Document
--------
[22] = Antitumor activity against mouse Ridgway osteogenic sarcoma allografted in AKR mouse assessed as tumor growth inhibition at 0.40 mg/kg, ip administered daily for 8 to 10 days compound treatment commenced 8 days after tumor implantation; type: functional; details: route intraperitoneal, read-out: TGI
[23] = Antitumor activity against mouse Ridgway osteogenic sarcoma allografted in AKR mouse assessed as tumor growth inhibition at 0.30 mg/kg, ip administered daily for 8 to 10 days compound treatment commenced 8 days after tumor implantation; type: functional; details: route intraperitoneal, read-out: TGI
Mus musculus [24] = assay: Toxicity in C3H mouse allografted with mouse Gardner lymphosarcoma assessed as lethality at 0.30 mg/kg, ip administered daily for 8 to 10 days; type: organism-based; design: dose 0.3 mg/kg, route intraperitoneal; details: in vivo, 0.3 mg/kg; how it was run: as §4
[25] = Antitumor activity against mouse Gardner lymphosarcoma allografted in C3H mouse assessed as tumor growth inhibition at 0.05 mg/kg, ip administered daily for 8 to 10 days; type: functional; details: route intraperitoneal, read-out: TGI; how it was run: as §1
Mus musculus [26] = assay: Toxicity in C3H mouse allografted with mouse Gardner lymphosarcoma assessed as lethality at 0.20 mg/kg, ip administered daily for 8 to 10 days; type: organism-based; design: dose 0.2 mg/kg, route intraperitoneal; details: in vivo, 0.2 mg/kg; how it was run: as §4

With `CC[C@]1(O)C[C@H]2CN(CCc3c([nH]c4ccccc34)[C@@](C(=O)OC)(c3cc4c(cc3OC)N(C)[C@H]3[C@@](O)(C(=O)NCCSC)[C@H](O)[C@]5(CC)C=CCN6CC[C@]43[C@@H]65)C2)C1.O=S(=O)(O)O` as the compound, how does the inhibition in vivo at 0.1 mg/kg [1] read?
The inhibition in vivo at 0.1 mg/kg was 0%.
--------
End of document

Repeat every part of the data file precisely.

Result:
[22] = Antitumor activity against mouse Ridgway osteogenic sarcoma allografted in AKR mouse assessed as tumor growth inhibition at 0.40 mg/kg, ip administered daily for 8 to 10 days compound treatment commenced 8 days after tumor implantation; type: functional; details: route intraperitoneal, read-out: TGI
[23] = Antitumor activity against mouse Ridgway osteogenic sarcoma allografted in AKR mouse assessed as tumor growth inhibition at 0.30 mg/kg, ip administered daily for 8 to 10 days compound treatment commenced 8 days after tumor implantation; type: functional; details: route intraperitoneal, read-out: TGI
Mus musculus [24] = assay: Toxicity in C3H mouse allografted with mouse Gardner lymphosarcoma assessed as lethality at 0.30 mg/kg, ip administered daily for 8 to 10 days; type: organism-based; design: dose 0.3 mg/kg, route intraperitoneal; details: in vivo, 0.3 mg/kg; how it was run: as §4
[25] = Antitumor activity against mouse Gardner lymphosarcoma allografted in C3H mouse assessed as tumor growth inhibition at 0.05 mg/kg, ip administered daily for 8 to 10 days; type: functional; details: route intraperitoneal, read-out: TGI; how it was run: as §1
Mus musculus [26] = assay: Toxicity in C3H mouse allografted with mouse Gardner lymphosarcoma assessed as lethality at 0.20 mg/kg, ip administered daily for 8 to 10 days; type: organism-based; design: dose 0.2 mg/kg, route intraperitoneal; details: in vivo, 0.2 mg/kg; how it was run: as §4

With `CC[C@]1(O)C[C@H]2CN(CCc3c([nH]c4ccccc34)[C@@](C(=O)OC)(c3cc4c(cc3OC)N(C)[C@H]3[C@@](O)(C(=O)NCCSC)[C@H](O)[C@]5(CC)C=CCN6CC[C@]43[C@@H]65)C2)C1.O=S(=O)(O)O` as the compound, how does the inhibition in vivo at 0.1 mg/kg [1] read?
The inhibition in vivo at 0.1 mg/kg was 0%.